While the ED95 of rocuronium is generally considered to be approximately 0.3 mg/kg, patients with unusual sensitivity to nondepolarizing neuromuscular-blocking drugs in general,3 and rocuronium specifically, have been reported previously.4–6 We describe 2 such cases. What makes this report novel is the minute-by-minute documentation of the course of each patient’s paralysis and the fact that neither patient had any known comorbidities. Without continuous quantitative monitoring, it is unlikely that these unusual responses would have been recognized by the care providers.
The first patient had a pronounced response to a small dose (0.08 mg/kg) of rocuronium, reinforcing published warnings against doses >10% of ED95 in awake patients.7 A repeat dose confirmed the sensitivity to rocuronium. The second patient demonstrated an extremely prolonged recovery after a routine “intubating dose” of drug (0.7 mg/kg IBW). These results cannot be explained by concurrent medications, renal, hepatic, or electrolyte abnormalities, or extreme age. Only a limited contribution might be expected from the early pregnancy8 in the first patient and modest obesity,9 hypothermia,10 and fluctuating desflurane concentrations11 in the second. “Unmasking” of previously undiagnosed myasthenia by nondepolarizing agents has been described.12 However, neither patient had any symptoms consistent with myasthenia, and both had documented TOF ratios of 0.9 or higher in the absence of drug effect (after spontaneous recovery in the first patient and before drug administration in the second). In the second patient, extensive evaluation by a specialist in neurology resulted in no findings consistent with myasthenia.
The Figure is interesting because the observed recovery pattern, in particular the long “plateau period,” does not seem consistent with the expected clearance of rocuronium (even prolonged clearance). However, high-quality EMG data were obtained throughout the case, and neostigmine administration resulted in an abrupt increase in the TOF ratio. This pattern may represent some unusual and unexplained interaction between administered desflurane and rocuronium,13 but further discussion of mechanism would be purely speculative. There are many variables associated with TOF fade, and no other carefully documented comparative information over a comparable time course to allow a more thorough explanation.
Clinicians are clearly aware of the evidence supporting quantitative monitoring, but they seem resistant to its actual use. Similarly, 78% of American anesthesia practitioners affirm that residual paralysis is a public health problem, but 88% quietly exempt themselves, reporting the statistically implausible belief that they have never seen a case.14 We believe that this situation exists because of lack of personal experience with monitored cases such as those reported here (a variation of “out of sight, out of mind”). Without any monitoring at all, both patients (who had spontaneously recovered to TOF ratios of >0.8 by the end of their procedures) would probably have been extubated uneventfully (although the first patient might have been given a much larger dose of rocuronium, with resultant adverse consequences that may or may not have been recognized as relaxant related2). Even with continuous qualitative monitoring, only the unusual responses in the first patient might have been recognized (based on loss of the third and fourth twitches). Four “equal twitches” would have been visible in the second patient within 120 minutes after rocuronium (when her TOF ratio surpassed 0.415). Extensive experience with quantitative monitoring at the University of Iowa suggests that patients such as these (although perhaps with less extreme responses) are more common than many practitioners recognize.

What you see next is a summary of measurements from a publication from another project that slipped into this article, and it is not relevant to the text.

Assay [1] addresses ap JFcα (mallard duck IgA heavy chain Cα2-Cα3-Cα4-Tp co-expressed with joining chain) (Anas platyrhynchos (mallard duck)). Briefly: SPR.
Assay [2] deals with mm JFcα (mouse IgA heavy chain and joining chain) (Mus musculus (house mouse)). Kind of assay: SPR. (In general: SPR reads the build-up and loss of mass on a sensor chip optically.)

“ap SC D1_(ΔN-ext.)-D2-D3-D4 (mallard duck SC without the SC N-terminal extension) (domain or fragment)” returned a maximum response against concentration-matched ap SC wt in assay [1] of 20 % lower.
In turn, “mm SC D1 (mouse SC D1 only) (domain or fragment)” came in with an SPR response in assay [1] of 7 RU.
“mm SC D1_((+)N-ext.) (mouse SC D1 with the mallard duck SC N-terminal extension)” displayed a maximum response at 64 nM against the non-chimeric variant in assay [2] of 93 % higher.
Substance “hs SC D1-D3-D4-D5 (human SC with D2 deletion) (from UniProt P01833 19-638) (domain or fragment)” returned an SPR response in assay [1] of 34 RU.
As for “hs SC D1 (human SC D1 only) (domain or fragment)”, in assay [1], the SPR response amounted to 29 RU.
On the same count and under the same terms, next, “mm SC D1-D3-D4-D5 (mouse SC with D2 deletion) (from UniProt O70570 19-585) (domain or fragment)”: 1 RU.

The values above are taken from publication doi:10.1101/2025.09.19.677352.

Continuous quantitative neuromuscular monitoring provides insights into the response of our patients to nondepolarizing drugs that is not available otherwise. While there is good evidence that its use can improve patient outcomes, part of its documented benefit on patient outcome may be attributable to improved understanding by care providers of the action of muscle relaxants. E
Name: Paul A. Leonard, MD, PhD.
Contribution: This author helped take care of one of the patients and write and edit the manuscript.
Name: Michael M. Todd, MD.
Contribution: This author helped take care of one of the patients and write and edit the manuscript.
This manuscript was handled by:Hans-Joachim Priebe, MD, FRCA, FCAI.